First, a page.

What is the emerging church? Pt. II

I listened to the second installment of Brian McLaren's sermon series on "What is the emerging church?" on the way into the office today. This installment focused on some pretty comfortable Lutheran ground:

  • Scripture is meant to be read as an integrated story of God's action in history to create, redeem and sanctify his people. While some Christian traditions -- and the cultural Christianity all Lutherans are exposed to -- highlight particular threads such as sin, justice, poverty, etc., the Bible is a narrative that integrates different themes, threads and experiences to tell the story of what God is up to in the world, and to invite us to participate.
  • God is bringing the kingdom into being throughout history; we're called to either ignore God's work, oppose it, or accept Jesus' invitation to join with God in loving and healing the world. (Seeking that God's will be done in us so that we can care for our neighbors, as Luther said.)
  • The emerging movement is "evangelical," not in the political sense but in that it seeks to engage people outside the movement into participating in God's kingdom, in "Making Christ Known...Now!"

It's pretty clear that Lutheran listeners are eavesdropping on a conversation within the evangelical/fundamentalist church, which McLaren critiques because he is part of it. Most Lutherans should hear this and say, "Well, of course!" -- although we do have our people who read Scripture the way lawyers scour the annotated code, looking for precedent to prove their case, and others who focus on "eternal fire insurance" rather than mission. And we might be guilty of other sins, like seeking the preservation of centuries old congregations or locking ritual in a comfortable, unimpassioned sameness, that are less common in those traditions. It would be easy to just stop at "See! We have that!" without looking for the analogs to the missteps that McLaren talks about in our own house.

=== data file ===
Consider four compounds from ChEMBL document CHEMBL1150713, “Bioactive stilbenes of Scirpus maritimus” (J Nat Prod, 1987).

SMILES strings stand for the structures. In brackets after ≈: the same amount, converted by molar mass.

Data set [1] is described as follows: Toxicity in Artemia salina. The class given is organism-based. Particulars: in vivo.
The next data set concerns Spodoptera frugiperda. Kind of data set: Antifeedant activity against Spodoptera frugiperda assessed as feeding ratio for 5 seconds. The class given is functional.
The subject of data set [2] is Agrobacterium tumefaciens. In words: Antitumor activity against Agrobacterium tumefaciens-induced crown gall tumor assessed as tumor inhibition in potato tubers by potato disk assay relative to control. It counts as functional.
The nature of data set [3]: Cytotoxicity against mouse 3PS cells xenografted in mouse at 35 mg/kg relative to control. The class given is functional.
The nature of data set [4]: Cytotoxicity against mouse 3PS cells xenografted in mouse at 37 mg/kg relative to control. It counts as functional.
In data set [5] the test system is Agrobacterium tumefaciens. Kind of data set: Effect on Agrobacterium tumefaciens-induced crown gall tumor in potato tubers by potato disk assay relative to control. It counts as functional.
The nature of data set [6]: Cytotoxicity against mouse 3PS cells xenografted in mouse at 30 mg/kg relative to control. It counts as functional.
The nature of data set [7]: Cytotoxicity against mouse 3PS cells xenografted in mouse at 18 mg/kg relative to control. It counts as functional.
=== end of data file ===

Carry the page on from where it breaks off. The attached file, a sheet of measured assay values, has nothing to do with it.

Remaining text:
Certainly these underpinnings of the emerging church movement resonate with Lutheran tradition. Yet this theological resonance hasn't -- yet -- translated into great increases in the kingdom of God; in fact, we're in decline, especially among emerging generations.

What is the disconnect? In part we're slapped with the brush of the cultural "Christianity" that infects our politics and is presented in the media -- the only way many unchurched and de-churched people hear about religion -- as the only alternative to a secular view of the world. Many people may just not know enough about Lutherans to know there's an alternative. And there's a sense in which we may, disaster relief aside, be guilty of not applying our rich theological insights to the issues facing real people close to the bone of real life (and communicating that to them) and being shy about bringing about the kingdom and inviting people to join us and God in that work.

What if we could, while stumbling forward as the saints and sinners that we are, help people to see God's kingdom breaking into their "walking-around life" (Eugene Peterson's phrase) and live radical grace amid the 21st century rat race? That would be Lutheran ... and emergent.

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